Strategic Map: How to Develop a Strategic Map for Your Hotel Business (Part 2)

Enda Larkin, author of How to Run a Great Hotel, continues his Five-Part journey into strategic planning for hoteliers. This week, he reveals how to develop a strategic map. 

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Demystifying Strategic Planning
(Part 2)

Creating a strategic map, as we saw in Part One, requires reflection, analysis, action and evaluation guided by four core questions: 

(Click to enlarge flowchart)

Where are we now? – Current Position

The first important stage in building your strategic map is to review where you are now as a business, which means reflecting upon a series of interrelated sub-questions such as:

Areas To Focus On

Sample Questions to Consider


Try to identify the current strengths and weaknesses of your hotel:

  • How is the hotel performing financially?
  • How does that compare to other similar hotels?
  • Who are your customers? Can you divide them into different key segments?
  • What are your customers’ needs? Are you meeting and more importantly exceeding them? How do you know?
  • How does your service offering compare with that of your competitors? Where are the current gaps in what you offer?
  • Are your employees competent, committed and motivated?


Try to get a better feel for the dynamics of the markets you operate (or could operate) in:

  • Do you have a lot of competitors, or only a few?
  • Are you operating in a mass market, or do you offer a specialist or niche experience?
  • Is overall demand growing, or subsiding in your region?
  • What drives the market(s) that you are in? Price, quality or both? Are you increasing market share or losing it in your key markets?
  • How does the market operate? Do customers buy directly, online or through intermediaries, or all three?
  • How is technology affecting the market dynamics?


Try to get a feel for the trends in the industry relevant to your hotel and what supports are available to you:

  • What are the key trends in the industry? For example, are independent hotels being squeezed out by the major brands?
  • What are the overall projections for the industry in your country/region?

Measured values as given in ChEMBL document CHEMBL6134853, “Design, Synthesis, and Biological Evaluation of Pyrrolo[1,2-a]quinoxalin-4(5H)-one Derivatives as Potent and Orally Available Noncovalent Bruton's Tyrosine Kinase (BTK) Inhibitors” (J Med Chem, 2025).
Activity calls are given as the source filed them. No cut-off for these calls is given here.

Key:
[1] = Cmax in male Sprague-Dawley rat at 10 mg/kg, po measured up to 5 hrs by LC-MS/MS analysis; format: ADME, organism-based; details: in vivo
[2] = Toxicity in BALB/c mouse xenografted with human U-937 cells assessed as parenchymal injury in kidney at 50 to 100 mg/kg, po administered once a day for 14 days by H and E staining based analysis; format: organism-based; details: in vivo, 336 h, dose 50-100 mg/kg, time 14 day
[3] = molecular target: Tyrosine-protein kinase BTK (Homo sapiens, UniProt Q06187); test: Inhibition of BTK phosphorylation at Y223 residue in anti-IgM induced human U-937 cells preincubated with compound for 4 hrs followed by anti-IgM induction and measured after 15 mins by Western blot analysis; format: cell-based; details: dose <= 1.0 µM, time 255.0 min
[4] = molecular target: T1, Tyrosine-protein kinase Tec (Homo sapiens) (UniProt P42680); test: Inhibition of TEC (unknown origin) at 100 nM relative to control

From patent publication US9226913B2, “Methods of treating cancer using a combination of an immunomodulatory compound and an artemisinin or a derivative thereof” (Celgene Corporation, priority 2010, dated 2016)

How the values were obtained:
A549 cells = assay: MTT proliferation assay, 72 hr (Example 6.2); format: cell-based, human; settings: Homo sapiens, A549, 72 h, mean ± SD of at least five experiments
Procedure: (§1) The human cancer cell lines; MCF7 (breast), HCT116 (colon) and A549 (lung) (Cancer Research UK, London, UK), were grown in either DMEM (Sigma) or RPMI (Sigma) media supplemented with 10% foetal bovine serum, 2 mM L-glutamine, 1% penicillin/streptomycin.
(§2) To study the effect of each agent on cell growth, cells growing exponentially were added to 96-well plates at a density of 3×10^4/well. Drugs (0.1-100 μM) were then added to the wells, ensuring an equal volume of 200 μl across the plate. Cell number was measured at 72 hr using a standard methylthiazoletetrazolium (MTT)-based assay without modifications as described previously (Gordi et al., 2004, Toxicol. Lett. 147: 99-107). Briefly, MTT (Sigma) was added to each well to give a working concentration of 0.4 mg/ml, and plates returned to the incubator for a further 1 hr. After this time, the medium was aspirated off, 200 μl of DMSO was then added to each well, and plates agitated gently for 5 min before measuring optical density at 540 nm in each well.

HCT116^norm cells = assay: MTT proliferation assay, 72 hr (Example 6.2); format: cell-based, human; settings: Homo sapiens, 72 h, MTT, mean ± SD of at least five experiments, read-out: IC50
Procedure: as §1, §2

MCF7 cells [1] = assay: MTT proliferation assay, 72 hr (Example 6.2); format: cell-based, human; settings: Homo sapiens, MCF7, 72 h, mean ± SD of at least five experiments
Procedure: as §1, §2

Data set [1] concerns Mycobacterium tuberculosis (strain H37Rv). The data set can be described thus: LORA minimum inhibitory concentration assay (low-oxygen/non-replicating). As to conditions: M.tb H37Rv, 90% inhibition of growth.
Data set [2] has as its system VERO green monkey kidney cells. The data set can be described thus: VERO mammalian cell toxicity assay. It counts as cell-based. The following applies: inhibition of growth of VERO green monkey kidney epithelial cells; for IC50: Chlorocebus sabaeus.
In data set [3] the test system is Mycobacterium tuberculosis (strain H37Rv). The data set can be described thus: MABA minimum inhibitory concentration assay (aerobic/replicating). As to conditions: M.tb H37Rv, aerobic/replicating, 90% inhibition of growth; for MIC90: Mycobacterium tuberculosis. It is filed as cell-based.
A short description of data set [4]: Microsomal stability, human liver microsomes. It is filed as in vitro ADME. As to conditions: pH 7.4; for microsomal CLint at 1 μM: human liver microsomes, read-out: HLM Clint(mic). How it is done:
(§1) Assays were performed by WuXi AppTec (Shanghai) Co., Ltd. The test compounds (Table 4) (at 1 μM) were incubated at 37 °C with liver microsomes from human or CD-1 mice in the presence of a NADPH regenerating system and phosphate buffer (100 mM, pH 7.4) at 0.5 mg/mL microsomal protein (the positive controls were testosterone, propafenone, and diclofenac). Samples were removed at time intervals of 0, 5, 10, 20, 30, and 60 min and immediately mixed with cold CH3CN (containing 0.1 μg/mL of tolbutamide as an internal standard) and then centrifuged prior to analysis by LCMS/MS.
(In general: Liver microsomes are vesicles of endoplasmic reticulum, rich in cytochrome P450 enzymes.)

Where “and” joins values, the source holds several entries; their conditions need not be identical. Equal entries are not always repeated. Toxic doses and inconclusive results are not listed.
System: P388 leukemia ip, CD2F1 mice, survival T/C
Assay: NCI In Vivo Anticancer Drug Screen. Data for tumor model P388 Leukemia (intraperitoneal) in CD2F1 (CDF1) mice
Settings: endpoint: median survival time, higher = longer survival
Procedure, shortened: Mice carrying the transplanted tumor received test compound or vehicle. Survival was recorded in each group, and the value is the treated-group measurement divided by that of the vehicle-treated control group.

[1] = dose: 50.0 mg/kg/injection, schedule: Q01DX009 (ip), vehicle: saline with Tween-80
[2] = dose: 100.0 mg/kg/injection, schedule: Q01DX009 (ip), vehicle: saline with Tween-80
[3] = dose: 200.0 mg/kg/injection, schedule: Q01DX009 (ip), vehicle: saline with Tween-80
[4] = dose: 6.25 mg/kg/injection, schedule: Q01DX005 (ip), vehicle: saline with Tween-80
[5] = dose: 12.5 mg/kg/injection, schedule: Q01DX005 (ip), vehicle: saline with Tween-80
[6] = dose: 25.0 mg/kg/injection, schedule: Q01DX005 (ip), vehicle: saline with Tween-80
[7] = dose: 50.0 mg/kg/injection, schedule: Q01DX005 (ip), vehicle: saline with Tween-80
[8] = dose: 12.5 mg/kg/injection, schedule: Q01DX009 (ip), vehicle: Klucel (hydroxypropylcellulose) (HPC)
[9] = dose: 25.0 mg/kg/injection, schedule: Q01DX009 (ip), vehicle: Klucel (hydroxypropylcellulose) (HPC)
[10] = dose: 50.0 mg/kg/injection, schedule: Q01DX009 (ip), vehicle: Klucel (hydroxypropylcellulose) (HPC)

• What supports are available for hotels such as yours?
  • Who are the main hotel associations? Do you have a relationship with them?


Think about general economic and social trends:

  • What is the general economic outlook like for the short and medium term where you are? What is it like in the places where your customers come from?
  • How are consumers’ habits/needs changing?
  • Are there any regulations on the horizon which might have implications for the operation of your hotel?
  • What are the future technology developments which will impact on hotels generally?
  • What are the environmental issues that you need to respond to?

Preparing a SWOT Analysis

The answers you find to the above, and additional, questions must then be interpreted. A well known tool for facilitating this analysis is the SWOT matrix which, as you are likely aware, involves summarising: 

  • The current internal strengths and weaknesses of your hotel – which in essence helps you to answer: where are we now?
  • The opportunities and threats you face in the external business environment which will later influence how you answer: where do we want to be?

SWOT analysis is a widely used, but frequently misused tool. Often, managers sit around the table and everybody chips in what they believe are the strengths, weaknesses, opportunities and threats facing the business. Then, by discussion and agreement the SWOT is finalised. Unfortunately, compiling a SWOT based solely on opinions, or ‘group-think’ is of little value; facts are required. Do your research first and then prepare the SWOT based on hard evidence. 

NEXT: Read Part 3 Now … Exploring how to develop and use Vision and Mission Statements and, more importantly, how to translate them into measurable goals.
INDEX: view all articles in this Five Part series

About Enda Larkin: Enda Larkin has over 25 years experience in the hotel industry having held a number of senior management positions in Ireland, UK and the US. In 1994 he founded HTC Consulting, a Geneva based firm, which specialises in working with enterprises in hospitality and tourism. Since that time, he has led numerous consulting projects for public and private sector clients throughout Europe and the Middle East.
He is author of Ready to Lead (Pearson/Prentice Hall 2007), How to Run a Great Hotel (How to Books 2009) which expands on the themes highlighted in this article, Quick Win Leadership (Oak Tree Press 2010) and The Impostor Leaders which is due to be published in 2011. He may be contacted via or at

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